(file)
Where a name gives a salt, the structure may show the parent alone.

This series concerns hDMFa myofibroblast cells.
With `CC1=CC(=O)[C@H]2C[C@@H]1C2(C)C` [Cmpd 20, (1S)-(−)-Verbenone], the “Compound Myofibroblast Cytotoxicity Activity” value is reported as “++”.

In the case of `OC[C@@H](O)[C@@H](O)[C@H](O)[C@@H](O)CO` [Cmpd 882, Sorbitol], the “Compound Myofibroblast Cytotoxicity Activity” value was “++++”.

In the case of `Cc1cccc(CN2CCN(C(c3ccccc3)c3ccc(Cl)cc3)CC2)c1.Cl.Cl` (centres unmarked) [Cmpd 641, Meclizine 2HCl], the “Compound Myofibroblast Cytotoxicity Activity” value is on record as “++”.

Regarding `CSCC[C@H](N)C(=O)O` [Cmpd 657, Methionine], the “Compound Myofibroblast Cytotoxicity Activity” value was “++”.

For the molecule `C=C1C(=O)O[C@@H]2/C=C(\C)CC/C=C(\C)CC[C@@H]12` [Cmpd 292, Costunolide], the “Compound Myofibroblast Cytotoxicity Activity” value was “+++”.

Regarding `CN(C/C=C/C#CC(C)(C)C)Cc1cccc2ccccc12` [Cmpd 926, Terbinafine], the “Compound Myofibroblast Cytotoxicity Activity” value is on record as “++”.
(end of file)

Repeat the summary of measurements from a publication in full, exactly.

Where a name gives a salt, the structure may show the parent alone.

This series concerns hDMFa myofibroblast cells.
With `CC1=CC(=O)[C@H]2C[C@@H]1C2(C)C` [Cmpd 20, (1S)-(−)-Verbenone], the “Compound Myofibroblast Cytotoxicity Activity” value is reported as “++”.

In the case of `OC[C@@H](O)[C@@H](O)[C@H](O)[C@@H](O)CO` [Cmpd 882, Sorbitol], the “Compound Myofibroblast Cytotoxicity Activity” value was “++++”.

In the case of `Cc1cccc(CN2CCN(C(c3ccccc3)c3ccc(Cl)cc3)CC2)c1.Cl.Cl` (centres unmarked) [Cmpd 641, Meclizine 2HCl], the “Compound Myofibroblast Cytotoxicity Activity” value is on record as “++”.

Regarding `CSCC[C@H](N)C(=O)O` [Cmpd 657, Methionine], the “Compound Myofibroblast Cytotoxicity Activity” value was “++”.

For the molecule `C=C1C(=O)O[C@@H]2/C=C(\C)CC/C=C(\C)CC[C@@H]12` [Cmpd 292, Costunolide], the “Compound Myofibroblast Cytotoxicity Activity” value was “+++”.

Regarding `CN(C/C=C/C#CC(C)(C)C)Cc1cccc2ccccc12` [Cmpd 926, Terbinafine], the “Compound Myofibroblast Cytotoxicity Activity” value is on record as “++”.